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Reimagined Galway Bay swim sees 500 people swimming their way for Cancer Care West

More than 500 people took part in the annual Galway Bay Swim in aid of Cancer Care West this year, despite the event going virtual, shattering all expectations.

The annual swim, which would normally see 150 people crossing the bay in July had to be reimagined for 2020.

The swim which sells out each year is now one of Ireland’s biggest and longest one day swims, and last year raised over €100,000 for Cancer Care West.

Starting from Aughinish in Co. Clare and finishing at Blackrock Diving Tower in Salthill, swimmers traverse roughly 13km of water across Galway Bay.

But COVID-19 made the usual format impossible, so in order to ensure that Cancer Care West raises the vital funds it needs in order to ensure its services are available to cancer patients and supports to their families, the charity called on people to swim the bay their way.

Participants were asked to cover that 13km distance in a way and place that was safe and convenient for them in August.

This year marked the 15th anniversary of the Galway Bay Swim, and in the 14 events prior, more than 740 people have taken part, showing how the swim has grown in popularity year on year.

“The swim is much more than a fundraiser; it’s the swimming highlight for so many swimmers across Ireland,” said Brian Thornton, Director of Cancer Care West.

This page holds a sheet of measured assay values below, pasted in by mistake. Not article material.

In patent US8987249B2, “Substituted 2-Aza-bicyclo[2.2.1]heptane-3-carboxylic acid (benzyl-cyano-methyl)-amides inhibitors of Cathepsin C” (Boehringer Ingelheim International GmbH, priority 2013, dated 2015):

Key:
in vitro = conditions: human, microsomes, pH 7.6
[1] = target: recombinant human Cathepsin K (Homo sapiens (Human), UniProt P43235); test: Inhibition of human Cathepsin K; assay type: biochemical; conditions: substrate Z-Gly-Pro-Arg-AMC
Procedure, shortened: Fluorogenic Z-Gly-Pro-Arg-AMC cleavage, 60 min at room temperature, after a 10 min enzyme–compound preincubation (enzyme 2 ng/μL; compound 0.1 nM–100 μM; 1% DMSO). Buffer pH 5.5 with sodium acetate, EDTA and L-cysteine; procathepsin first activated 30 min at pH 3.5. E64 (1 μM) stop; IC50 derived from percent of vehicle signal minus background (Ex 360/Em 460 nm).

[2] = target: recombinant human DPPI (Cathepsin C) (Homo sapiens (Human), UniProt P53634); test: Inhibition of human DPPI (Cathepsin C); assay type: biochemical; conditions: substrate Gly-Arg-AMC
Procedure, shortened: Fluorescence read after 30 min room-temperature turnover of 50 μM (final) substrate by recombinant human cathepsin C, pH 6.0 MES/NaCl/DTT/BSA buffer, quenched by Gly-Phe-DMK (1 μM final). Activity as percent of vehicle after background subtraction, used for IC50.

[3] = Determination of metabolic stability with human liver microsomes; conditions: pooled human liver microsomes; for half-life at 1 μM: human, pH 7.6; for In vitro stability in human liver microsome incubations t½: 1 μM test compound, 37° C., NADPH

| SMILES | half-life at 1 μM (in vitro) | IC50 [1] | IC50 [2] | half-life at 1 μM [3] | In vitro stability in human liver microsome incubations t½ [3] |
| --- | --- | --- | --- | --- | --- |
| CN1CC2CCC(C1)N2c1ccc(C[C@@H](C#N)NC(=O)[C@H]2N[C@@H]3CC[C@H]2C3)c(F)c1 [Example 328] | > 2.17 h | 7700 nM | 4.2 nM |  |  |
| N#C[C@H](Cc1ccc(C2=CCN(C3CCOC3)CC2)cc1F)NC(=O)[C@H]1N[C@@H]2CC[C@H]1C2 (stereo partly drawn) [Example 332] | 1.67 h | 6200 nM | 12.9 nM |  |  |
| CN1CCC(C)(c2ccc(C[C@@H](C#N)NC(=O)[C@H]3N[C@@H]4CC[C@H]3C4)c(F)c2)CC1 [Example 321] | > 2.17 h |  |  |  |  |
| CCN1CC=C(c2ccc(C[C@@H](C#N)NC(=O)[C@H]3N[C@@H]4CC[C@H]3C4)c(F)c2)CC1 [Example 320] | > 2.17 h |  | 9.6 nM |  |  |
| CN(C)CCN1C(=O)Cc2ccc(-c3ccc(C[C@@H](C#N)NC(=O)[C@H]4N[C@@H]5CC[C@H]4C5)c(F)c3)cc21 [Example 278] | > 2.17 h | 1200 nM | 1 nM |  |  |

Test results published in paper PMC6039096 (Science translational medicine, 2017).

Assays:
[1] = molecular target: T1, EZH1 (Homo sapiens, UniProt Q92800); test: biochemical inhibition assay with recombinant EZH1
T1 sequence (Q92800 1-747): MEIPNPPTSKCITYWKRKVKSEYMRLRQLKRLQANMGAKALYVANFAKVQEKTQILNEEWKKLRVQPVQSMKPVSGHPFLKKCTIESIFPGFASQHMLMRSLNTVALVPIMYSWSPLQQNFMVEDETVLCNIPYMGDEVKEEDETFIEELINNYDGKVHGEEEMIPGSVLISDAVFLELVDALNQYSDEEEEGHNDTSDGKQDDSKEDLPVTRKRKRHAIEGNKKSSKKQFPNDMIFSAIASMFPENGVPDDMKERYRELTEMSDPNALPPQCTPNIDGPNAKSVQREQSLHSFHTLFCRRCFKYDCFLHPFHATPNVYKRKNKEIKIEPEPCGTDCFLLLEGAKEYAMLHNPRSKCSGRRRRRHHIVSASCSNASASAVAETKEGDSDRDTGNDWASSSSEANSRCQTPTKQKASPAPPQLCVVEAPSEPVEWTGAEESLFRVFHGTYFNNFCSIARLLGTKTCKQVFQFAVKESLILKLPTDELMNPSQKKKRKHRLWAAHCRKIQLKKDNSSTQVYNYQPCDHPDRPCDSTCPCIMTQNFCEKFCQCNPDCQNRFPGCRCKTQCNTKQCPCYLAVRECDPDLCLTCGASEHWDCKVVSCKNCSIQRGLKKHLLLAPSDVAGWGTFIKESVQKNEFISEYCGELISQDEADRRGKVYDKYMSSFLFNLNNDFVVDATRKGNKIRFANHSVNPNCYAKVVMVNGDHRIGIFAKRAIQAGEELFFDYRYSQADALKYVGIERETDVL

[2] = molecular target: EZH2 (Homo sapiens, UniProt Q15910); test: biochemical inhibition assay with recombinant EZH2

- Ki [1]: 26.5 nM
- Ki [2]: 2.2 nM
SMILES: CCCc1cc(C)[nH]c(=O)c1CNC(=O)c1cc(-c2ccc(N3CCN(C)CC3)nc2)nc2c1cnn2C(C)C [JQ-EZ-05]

“We needed to somehow still come together this year so we have decided that a 13km registered swim could still bring this swim into people’s lives.”

Not only did this year’s swim keep up the momentum, but it blew past all expectations, with over 500 people taking part across Galway, Ireland, and as far away as Australia.

“The swimming community in Ireland is a very tight knit one, we have all felt a little displaced through this pandemic, so coming together through the strokes gives us all a sense of place and purpose again.”

Last year’s swim raised over €100,000 for Cancer Care West, and the 2020 event hit that milestone as well over the weekend, an important source of funding at a time when charities are struggling.

“We have seen a drop of between 50-60% in our fundraising this year. All face to face charity fundraisers have had to stop so we are banking on this swim to try and ensure services for 2020.”

“The monies raised will help fund  support services for cancer patients and their families through our support centres,” said Brian.

Briain Kelly
Email: news@galwaydaily.com
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